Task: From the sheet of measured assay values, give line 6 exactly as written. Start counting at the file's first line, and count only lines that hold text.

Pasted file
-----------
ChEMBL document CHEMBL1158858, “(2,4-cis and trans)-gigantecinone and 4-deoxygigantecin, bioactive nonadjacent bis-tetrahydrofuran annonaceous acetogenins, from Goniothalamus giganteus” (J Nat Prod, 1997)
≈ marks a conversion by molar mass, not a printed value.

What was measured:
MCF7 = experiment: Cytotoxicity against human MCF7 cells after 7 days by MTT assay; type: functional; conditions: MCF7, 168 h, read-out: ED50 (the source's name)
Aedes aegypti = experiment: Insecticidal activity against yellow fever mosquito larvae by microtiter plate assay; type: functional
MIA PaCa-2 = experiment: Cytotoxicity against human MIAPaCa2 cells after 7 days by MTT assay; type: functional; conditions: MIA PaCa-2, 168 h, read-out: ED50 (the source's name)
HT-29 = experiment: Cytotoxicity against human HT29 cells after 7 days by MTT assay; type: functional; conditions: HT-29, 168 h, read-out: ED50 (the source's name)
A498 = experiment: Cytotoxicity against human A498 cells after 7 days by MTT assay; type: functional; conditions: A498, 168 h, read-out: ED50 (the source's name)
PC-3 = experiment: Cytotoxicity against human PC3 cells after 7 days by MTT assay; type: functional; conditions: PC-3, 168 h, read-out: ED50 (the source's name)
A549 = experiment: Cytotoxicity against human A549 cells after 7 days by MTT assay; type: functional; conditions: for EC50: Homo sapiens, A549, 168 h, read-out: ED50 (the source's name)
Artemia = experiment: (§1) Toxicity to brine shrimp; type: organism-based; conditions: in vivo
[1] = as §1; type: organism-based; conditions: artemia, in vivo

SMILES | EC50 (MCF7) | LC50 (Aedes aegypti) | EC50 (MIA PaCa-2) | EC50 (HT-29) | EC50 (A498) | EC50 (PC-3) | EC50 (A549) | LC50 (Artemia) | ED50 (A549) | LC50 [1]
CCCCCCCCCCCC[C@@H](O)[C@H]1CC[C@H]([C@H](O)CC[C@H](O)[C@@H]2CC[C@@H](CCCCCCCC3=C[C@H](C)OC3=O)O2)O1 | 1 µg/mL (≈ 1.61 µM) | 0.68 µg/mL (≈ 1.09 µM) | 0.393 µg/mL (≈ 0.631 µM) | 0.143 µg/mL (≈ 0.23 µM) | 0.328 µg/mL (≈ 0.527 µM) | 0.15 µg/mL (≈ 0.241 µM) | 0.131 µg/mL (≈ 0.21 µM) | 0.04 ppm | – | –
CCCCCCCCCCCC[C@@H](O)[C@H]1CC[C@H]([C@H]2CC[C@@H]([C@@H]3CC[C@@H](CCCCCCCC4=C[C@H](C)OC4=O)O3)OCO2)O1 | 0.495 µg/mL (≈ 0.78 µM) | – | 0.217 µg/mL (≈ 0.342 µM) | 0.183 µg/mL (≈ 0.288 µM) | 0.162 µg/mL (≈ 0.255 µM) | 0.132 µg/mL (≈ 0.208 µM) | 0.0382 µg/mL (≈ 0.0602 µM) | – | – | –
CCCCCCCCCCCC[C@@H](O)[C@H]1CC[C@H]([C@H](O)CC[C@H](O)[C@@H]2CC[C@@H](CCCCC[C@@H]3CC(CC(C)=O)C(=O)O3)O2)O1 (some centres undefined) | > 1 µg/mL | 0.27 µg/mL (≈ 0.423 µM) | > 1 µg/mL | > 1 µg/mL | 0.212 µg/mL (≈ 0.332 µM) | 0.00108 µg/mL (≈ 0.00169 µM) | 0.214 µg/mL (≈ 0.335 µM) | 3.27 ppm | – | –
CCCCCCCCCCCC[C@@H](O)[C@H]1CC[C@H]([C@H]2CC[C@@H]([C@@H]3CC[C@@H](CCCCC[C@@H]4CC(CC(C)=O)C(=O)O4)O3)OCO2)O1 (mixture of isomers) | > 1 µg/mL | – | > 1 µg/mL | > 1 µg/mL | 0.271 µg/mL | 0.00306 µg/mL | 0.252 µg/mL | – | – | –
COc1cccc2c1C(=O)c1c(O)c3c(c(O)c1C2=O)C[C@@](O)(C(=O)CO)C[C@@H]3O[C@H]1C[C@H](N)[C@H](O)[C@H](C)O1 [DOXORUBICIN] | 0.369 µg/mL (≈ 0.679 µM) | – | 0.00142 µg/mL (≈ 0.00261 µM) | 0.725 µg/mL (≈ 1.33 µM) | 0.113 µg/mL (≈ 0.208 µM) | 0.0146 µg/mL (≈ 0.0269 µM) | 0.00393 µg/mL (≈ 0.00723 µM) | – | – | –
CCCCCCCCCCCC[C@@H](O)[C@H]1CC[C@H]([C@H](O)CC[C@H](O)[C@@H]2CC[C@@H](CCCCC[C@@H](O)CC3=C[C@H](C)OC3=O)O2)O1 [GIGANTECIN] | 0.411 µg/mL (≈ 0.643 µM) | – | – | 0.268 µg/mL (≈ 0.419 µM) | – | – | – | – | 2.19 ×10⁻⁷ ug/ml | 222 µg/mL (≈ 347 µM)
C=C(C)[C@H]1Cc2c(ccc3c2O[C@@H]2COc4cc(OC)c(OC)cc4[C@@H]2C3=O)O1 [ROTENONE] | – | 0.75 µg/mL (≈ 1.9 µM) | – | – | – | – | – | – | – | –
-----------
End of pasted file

MIA PaCa-2 = experiment: Cytotoxicity against human MIAPaCa2 cells after 7 days by MTT assay; type: functional; conditions: MIA PaCa-2, 168 h, read-out: ED50 (the source's name)